News and Press Releases

FEDERAL WAY WOMAN SENTENCED FOR CONSPIRACY, VISA FRAUD, MONEY LAUNDERING AND CONCEALING AN ILLEGAL ALIEN
Recruited and Paid U.S. Citizens to Enter into Fake Marriages with Cambodian Nationals

FOR IMMEDIATE RELEASE
August 31, 2009

VUTHY SIM, 35, of Federal Way, Washington, was sentenced today in U.S. District Court in Seattle to 33 months in prison and 3 years of supervised release for Conspiracy to Commit Visa Fraud, three counts of Visa Fraud, Conspiracy to Engage in Money Laundering, three counts of Money Laundering, and Concealing an Illegal Alien. SIM was convicted January 23, 2009, following a twelve-day jury trial. The jury deliberated for one day before finding SIM guilty. At sentencing U.S. District Judge James L. Robart called the scheme “troublesome and serious,” saying “The victims in this kind of visa fraud ... are our community... our society, and the people who could not come here, whose spots were being taken by those engaging in the fraud.”

According to testimony at trial and court documents, beginning in approximately June 2002, SIM recruited U.S. citizens to participate in sham marriages with Cambodian nationals. The purpose of the fake marriages was for the Cambodian national to receive a visa to come to the United States and a “green card” to stay here. In furtherance of the scheme, and as directed by SIM, the U.S. citizen would travel to Cambodia and pose in staged engagement or wedding photos with a Cambodian national. SIM typically would prepare the immigration paperwork and have the U.S. citizen sign it, and then would submit the immigration paperwork to Citizenship and Immigration Services. After the Cambodian national arrived in the United States, the Cambodian national and the U.S. citizen would have a civil wedding ceremony, with SIM and members of her family typically acting as the witnesses at the wedding. SIM would pay the U.S. citizen $20,000 in exchange for the citizen’s participation in the scheme, with the money being paid over time, and the final payment not made until the Cambodian citizen was in the U.S. and had a green card. SIM would pay the U.S. citizen with money that SIM received from the Cambodian national. The evidence at trial showed that SIM profited in excess of $160,000.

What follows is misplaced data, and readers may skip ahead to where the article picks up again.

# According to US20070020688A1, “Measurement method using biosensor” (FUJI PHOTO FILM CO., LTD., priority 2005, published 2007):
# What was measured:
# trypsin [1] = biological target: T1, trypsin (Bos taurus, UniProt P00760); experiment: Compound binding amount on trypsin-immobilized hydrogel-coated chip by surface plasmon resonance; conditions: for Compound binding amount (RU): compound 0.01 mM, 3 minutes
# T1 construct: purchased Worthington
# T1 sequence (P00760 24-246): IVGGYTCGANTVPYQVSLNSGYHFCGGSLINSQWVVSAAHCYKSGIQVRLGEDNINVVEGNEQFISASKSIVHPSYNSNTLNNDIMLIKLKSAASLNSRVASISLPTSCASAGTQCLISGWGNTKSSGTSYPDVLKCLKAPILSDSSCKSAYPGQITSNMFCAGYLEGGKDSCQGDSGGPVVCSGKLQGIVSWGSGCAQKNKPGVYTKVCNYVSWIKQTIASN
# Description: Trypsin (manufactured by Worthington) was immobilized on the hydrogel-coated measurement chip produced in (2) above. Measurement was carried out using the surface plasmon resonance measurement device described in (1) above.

The evidence at trial proved that SIM and coconspirators wired money from Cambodia to SIM’s U.S. bank accounts. SIM then used that money to pay U.S. coconspirators for their participation in the fake marriages.

SIM also illegally concealed an illegal alien. The evidence showed that SIM sponsored her “mother” to come to the U.S., but the person who used the visa issued to SIM’s mother was, in fact, SIM’s sister. According to a witness at trial, SIM’s sister has fled to Cambodia, rather than risk being arrested by immigration authorities.

In asking for a significant sentence, federal prosecutors wrote to the court that this type of fraud harms other immigrants. “Vuthy Sim showed a complete disregard for the immigration laws of the United States. By facilitating sham marriages, Vuthy Sim caused participants in her scheme to gain unfair advantages over those aliens who were lawfully and truthfully seeking U.S. visas,” prosecutors wrote in their sentencing memo.

The case was investigated by Immigration and Customs Enforcement and the Internal Revenue Service-Criminal Investigation Division (IRS-CID).

The case was prosecuted by Assistant United States Attorneys Karyn Johnson and Ye-Ting Woo.

For additional information please contact Emily Langlie, Public Affairs Officer for the United States Attorney’s Office, at (206) 553-4110.

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